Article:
Forum for Science, Industry and Business

Sponsored by:     3M 
Search our Site:

 

Tiny magnetic implant offers new drug delivery method

14.02.2017

University of British Columbia researchers have developed a magnetic drug implant--the first of its kind in Canada--that could offer an alternative for patients struggling with numerous pills or intravenous injections.

The device, a silicone sponge with magnetic carbonyl iron particles wrapped in a round polymer layer, measures just six millimetres in diameter. The drug is injected into the device and then surgically implanted in the area being treated. Passing a magnet over the patient's skin activates the device by deforming the sponge and triggering the release of the drug into surrounding tissue through a tiny opening.


Video shows a magnetically triggered, controlled drug release.

Credit: UBC

"Drug implants can be safe and effective for treating many conditions, and magnetically controlled implants are particularly interesting because you can adjust the dose after implantation by using different magnet strengths. Many other implants lack that feature," said study author Ali Shademani, a PhD student in the biomedical engineering program at UBC.

Actively controlling drug delivery is particularly relevant for conditions like diabetes, where the required dose and timing of insulin varies from patient to patient, said co-author John K. Jackson, a research scientist in UBC's faculty of pharmaceutical sciences.

"This device lets you release the actual dose that the patient needs when they need it, and it's sufficiently easy to use that patients could administer their own medication one day without having to go to a hospital," said Jackson.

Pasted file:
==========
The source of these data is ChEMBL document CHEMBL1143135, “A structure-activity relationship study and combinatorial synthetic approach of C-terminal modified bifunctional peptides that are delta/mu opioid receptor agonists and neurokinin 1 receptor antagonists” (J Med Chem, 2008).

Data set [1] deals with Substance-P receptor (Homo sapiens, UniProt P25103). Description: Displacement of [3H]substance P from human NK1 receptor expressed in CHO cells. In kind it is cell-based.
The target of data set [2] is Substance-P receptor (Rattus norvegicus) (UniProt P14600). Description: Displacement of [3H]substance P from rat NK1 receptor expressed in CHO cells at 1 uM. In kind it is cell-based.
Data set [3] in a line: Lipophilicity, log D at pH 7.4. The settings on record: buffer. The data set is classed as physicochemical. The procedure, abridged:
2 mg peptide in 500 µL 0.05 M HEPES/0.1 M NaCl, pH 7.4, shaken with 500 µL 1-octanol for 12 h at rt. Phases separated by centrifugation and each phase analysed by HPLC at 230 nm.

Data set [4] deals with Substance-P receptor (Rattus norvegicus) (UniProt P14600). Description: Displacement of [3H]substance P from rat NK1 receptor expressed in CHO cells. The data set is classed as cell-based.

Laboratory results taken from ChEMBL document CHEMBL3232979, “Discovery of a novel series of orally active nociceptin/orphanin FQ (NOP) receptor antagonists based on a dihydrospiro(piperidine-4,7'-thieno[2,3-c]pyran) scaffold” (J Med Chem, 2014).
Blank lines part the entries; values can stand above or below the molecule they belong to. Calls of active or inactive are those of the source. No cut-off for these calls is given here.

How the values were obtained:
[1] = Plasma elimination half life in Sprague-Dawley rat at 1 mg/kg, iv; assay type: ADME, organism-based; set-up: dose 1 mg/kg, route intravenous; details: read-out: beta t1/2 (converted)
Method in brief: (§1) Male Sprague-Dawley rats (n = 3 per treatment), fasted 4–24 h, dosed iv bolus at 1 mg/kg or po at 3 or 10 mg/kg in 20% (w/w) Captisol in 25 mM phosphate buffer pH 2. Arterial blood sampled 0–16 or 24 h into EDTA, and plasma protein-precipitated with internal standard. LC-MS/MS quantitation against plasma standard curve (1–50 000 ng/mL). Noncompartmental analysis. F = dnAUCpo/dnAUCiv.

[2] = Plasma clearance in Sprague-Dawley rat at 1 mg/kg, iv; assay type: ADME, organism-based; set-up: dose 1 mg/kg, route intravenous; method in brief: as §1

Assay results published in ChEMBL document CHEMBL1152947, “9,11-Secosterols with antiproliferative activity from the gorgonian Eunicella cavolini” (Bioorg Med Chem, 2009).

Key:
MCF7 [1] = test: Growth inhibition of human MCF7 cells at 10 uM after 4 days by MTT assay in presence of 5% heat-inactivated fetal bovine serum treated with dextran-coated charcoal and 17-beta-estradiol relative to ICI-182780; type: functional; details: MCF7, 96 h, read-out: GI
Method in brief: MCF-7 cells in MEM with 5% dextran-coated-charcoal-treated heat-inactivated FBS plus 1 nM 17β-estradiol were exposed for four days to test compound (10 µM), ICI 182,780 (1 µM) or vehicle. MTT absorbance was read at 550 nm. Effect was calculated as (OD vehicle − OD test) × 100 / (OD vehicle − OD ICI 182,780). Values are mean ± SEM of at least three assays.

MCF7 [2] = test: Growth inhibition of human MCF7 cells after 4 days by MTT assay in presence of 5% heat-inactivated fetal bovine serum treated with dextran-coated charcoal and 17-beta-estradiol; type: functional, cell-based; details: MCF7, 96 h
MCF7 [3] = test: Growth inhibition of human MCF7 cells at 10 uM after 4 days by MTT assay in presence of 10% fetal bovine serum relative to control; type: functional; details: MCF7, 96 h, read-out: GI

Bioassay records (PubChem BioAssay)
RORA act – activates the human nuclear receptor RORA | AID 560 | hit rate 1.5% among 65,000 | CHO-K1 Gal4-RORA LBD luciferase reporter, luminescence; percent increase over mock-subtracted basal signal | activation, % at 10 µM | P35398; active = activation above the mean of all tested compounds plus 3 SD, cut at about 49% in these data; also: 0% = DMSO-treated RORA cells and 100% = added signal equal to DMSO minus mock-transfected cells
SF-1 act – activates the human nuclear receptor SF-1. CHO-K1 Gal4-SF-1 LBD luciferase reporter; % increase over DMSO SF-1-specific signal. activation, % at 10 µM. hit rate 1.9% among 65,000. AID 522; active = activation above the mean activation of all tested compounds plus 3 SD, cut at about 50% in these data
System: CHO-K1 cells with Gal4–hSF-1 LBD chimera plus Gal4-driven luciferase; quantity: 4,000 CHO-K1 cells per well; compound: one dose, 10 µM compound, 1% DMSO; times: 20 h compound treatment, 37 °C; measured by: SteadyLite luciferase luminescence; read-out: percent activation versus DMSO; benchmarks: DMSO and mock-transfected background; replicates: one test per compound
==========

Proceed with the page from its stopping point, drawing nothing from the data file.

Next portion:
The researchers tested their device on animal tissue in the lab using the prostate cancer drug docetaxel. They found that it was able to deliver the drug on demand even after repeated use. The drug also produced an effect on cancer cells comparable to that of freshly administered docetaxel, proving that drugs stored in the device stay effective.

Mu Chiao, Shademani's supervisor and a professor of mechanical engineering at UBC, said the team is working on refining the device and narrowing down the conditions for its use.

"This could one day be used for administering painkillers, hormones, chemotherapy drugs and other treatments for a wide range of health conditions. In the next few years we hope to be able to test it for long-term use and for viability in living models," said Chiao.

"Active regulation of on-demand drug delivery by magnetically triggerable microspouters" was recently published online in the journal Advanced Functional Materials.

###

Photos: https://www.flickr.com/photos/ubcpublicaffairs/albums/72157678384102051

Media Contact

Lou Bosshart
lou.bosshart@ubc.ca
604-999-0473

 @UBCnews

http://www.ubc.ca 

Lou Bosshart | EurekAlert!

More articles from Health and Medicine:

nachricht The cytoskeleton of neurons has been found to be involved in Alzheimer's disease
18.01.2019 | University of the Basque Country

nachricht Bioinspired nanoscale drug delivery method developed by WSU, PNNL researchers
10.01.2019 | Washington State University

All articles from Health and Medicine >>>